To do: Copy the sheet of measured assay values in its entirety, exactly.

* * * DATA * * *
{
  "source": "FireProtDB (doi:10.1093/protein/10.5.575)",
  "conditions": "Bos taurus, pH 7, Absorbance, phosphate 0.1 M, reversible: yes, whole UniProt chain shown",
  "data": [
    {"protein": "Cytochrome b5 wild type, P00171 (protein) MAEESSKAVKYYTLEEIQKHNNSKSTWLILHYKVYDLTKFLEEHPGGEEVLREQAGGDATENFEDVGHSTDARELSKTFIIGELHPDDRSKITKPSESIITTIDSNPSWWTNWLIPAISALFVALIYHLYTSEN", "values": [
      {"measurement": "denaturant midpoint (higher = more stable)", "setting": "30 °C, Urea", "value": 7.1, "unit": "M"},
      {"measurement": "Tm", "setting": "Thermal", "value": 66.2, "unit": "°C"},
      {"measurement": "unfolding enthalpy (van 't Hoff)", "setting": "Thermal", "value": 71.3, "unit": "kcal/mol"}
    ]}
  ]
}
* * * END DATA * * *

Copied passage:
{
  "source": "FireProtDB (doi:10.1093/protein/10.5.575)",
  "conditions": "Bos taurus, pH 7, Absorbance, phosphate 0.1 M, reversible: yes, whole UniProt chain shown",
  "data": [
    {"protein": "Cytochrome b5 wild type, P00171 (protein) MAEESSKAVKYYTLEEIQKHNNSKSTWLILHYKVYDLTKFLEEHPGGEEVLREQAGGDATENFEDVGHSTDARELSKTFIIGELHPDDRSKITKPSESIITTIDSNPSWWTNWLIPAISALFVALIYHLYTSEN", "values": [
      {"measurement": "denaturant midpoint (higher = more stable)", "setting": "30 °C, Urea", "value": 7.1, "unit": "M"},
      {"measurement": "Tm", "setting": "Thermal", "value": 66.2, "unit": "°C"},
      {"measurement": "unfolding enthalpy (van 't Hoff)", "setting": "Thermal", "value": 71.3, "unit": "kcal/mol"}
    ]}
  ]
}